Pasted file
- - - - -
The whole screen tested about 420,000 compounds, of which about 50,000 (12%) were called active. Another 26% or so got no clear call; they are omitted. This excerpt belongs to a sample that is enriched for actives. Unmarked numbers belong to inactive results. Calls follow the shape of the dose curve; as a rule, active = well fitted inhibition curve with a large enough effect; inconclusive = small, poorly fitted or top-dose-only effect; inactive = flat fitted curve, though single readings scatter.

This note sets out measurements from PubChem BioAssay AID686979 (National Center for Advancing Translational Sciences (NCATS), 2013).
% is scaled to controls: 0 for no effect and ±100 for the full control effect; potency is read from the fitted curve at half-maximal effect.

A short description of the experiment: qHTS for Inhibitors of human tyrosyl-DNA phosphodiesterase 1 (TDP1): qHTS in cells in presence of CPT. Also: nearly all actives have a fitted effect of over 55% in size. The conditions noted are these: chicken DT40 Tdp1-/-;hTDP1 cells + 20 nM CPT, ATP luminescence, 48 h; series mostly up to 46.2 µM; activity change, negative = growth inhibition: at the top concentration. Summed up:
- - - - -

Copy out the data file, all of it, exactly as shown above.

The whole screen tested about 420,000 compounds, of which about 50,000 (12%) were called active. Another 26% or so got no clear call; they are omitted. This excerpt belongs to a sample that is enriched for actives. Unmarked numbers belong to inactive results. Calls follow the shape of the dose curve; as a rule, active = well fitted inhibition curve with a large enough effect; inconclusive = small, poorly fitted or top-dose-only effect; inactive = flat fitted curve, though single readings scatter.

This note sets out measurements from PubChem BioAssay AID686979 (National Center for Advancing Translational Sciences (NCATS), 2013).
% is scaled to controls: 0 for no effect and ±100 for the full control effect; potency is read from the fitted curve at half-maximal effect.

A short description of the experiment: qHTS for Inhibitors of human tyrosyl-DNA phosphodiesterase 1 (TDP1): qHTS in cells in presence of CPT. Also: nearly all actives have a fitted effect of over 55% in size. The conditions noted are these: chicken DT40 Tdp1-/-;hTDP1 cells + 20 nM CPT, ATP luminescence, 48 h; series mostly up to 46.2 µM; activity change, negative = growth inhibition: at the top concentration. Summed up: